The original description of this task read as follows:
as a solution for bulk-inserting huge amount of data into innodb, we consider an utility that creates exported innodb tablespaces.
Normally one needs to create a table in InnoDB or XtraDB and then "export" it. But we could try to create an exported tablespace with a table not by actually exporting it but directly from the data, say, from XML or CSV.
In the end, we decided to optimize the INSERT code path inside InnoDB. There are many different InnoDB ROW_FORMAT, and we do not have instant import until MDEV-11658 gets some thought. Besides, if we make INSERT faster, also some normal workloads will benefit.
We implement an idea that was suggested by Michael Widenius in October 2017: When InnoDB is inserting into an empty table or partition, we can write a single undo log record TRX_UNDO_EMPTY to cover the operation. ROLLBACK would clear the table when undoing this record.
For this to work, the insert into an empty table or partition must be covered by an exclusive table lock that will be held until the transaction has been committed or rolled back, or until a partial rollback that affects the INSERT operation (so that the table is empty again).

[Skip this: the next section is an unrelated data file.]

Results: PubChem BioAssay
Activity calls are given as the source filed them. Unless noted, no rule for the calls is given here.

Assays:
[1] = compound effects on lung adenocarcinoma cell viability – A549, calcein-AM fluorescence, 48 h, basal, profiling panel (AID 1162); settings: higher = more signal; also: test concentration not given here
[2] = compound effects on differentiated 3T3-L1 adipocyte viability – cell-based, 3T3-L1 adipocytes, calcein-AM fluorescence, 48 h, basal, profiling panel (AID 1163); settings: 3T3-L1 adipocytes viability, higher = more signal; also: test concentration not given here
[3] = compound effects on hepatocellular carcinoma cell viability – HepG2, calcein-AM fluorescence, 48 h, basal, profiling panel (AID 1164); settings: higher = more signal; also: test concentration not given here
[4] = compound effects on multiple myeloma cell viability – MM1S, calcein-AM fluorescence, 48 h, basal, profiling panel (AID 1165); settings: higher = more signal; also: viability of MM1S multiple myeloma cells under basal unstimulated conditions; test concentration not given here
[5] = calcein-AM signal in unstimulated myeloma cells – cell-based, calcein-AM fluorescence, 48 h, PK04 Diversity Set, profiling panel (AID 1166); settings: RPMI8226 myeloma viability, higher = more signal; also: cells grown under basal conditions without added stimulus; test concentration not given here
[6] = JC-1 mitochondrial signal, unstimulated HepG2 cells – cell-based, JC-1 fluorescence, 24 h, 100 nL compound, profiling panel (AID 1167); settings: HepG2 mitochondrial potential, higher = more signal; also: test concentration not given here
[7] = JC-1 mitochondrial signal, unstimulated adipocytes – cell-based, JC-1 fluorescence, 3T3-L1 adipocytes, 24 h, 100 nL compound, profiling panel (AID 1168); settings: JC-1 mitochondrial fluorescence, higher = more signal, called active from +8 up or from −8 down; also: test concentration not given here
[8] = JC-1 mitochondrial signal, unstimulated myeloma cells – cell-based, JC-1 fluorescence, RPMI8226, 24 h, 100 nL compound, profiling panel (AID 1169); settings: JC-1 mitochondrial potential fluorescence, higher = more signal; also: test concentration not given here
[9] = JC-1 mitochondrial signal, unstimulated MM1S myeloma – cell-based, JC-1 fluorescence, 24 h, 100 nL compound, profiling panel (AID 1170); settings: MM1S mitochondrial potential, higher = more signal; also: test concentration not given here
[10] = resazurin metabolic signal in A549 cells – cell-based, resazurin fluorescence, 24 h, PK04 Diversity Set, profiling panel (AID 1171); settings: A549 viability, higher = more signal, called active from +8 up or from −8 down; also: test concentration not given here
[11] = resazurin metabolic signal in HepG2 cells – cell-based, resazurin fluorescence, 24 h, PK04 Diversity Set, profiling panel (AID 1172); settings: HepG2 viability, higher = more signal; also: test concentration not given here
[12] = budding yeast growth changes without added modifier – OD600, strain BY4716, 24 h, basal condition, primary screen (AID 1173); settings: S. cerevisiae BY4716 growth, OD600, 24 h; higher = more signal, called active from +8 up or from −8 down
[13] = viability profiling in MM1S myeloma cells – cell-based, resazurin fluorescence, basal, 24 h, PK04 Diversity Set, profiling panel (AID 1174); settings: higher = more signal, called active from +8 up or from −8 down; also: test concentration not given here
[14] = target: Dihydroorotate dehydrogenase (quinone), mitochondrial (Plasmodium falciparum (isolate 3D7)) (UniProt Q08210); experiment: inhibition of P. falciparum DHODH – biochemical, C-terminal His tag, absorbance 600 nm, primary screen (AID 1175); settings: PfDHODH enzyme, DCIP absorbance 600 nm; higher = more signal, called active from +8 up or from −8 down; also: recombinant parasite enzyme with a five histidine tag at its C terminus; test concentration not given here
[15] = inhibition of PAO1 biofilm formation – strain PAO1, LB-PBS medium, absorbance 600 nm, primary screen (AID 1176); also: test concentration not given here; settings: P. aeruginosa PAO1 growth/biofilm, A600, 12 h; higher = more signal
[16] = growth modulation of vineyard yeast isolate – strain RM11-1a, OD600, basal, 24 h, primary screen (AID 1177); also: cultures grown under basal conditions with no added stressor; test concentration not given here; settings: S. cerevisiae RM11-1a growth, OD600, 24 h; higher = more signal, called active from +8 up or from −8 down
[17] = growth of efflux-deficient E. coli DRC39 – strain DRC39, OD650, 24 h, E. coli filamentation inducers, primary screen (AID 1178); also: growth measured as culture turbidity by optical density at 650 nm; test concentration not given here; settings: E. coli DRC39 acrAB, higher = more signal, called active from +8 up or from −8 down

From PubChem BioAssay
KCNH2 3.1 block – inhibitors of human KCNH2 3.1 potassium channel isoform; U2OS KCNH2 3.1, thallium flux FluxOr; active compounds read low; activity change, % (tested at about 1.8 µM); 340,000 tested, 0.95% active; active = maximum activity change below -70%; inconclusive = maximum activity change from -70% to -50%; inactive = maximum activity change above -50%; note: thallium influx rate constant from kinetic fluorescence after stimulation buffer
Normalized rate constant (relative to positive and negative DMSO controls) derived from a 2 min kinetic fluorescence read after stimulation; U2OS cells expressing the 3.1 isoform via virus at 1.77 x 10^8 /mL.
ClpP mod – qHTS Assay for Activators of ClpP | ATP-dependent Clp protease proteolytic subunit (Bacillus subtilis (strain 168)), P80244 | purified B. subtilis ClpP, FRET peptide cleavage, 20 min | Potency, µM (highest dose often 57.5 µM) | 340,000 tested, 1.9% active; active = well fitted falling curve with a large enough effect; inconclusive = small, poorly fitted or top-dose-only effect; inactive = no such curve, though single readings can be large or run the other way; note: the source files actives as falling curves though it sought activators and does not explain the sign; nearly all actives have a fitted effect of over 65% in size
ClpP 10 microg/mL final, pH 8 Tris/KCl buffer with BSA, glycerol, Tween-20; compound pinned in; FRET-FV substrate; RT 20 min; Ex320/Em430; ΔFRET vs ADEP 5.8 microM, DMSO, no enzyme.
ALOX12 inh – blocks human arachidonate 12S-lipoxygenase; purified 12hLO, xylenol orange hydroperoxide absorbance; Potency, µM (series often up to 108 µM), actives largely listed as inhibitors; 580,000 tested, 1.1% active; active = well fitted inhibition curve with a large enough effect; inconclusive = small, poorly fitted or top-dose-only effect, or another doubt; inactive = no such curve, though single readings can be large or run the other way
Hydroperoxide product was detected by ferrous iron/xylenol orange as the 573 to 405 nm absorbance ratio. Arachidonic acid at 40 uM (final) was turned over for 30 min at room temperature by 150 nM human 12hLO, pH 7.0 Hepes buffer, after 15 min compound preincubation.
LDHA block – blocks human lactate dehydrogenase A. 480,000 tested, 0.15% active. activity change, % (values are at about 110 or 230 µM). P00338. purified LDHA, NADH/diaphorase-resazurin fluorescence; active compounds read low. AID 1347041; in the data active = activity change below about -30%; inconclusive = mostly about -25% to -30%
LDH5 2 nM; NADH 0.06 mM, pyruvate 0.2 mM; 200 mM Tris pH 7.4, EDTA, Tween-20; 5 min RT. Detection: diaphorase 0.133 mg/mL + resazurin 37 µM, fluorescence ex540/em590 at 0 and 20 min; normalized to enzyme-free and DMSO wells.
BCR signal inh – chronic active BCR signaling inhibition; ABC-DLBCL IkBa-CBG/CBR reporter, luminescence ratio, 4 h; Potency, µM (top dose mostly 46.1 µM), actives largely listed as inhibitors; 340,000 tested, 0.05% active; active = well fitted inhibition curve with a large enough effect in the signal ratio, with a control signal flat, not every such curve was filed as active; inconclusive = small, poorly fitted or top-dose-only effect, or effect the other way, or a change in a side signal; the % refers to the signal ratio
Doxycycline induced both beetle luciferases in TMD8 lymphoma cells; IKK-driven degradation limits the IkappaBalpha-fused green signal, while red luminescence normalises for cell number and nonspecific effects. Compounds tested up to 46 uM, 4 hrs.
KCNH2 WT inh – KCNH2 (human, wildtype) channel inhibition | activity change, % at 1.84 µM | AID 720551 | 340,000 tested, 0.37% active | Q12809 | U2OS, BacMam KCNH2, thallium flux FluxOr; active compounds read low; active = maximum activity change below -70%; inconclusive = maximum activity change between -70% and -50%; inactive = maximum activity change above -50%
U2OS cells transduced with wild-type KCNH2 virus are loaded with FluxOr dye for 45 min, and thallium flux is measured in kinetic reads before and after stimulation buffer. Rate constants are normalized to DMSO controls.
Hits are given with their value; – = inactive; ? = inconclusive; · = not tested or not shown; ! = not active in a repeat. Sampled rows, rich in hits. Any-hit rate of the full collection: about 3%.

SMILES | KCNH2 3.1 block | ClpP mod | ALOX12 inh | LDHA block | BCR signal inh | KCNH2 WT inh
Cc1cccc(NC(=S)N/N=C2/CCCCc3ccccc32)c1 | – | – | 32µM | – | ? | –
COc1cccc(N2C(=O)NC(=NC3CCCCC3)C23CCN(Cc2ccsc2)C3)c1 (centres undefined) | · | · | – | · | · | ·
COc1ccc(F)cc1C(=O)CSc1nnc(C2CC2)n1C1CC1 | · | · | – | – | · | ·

Concurrent non-locking reads must be adjusted: If the read view was created before the INSERT into an empty table was committed, then we must continue to imagine that the table is empty, and not try to read any records. If the read view was created after the COMMIT of the INSERT, then all records must be visible normally.
This special handling only applies to the very first INSERT statement of a transaction for the empty table or partition. If a subsequent statement in the transaction is modifying the initially empty table again, we must enable row-level undo logging, so that we will be able to roll back to the start of the statement in case of an error (such as duplicate key).
INSERT IGNORE will continue to use row-level logging and locking, because implementing it would require the ability to roll back the latest row, while our table-level logging only allows the entire statement to be rolled back.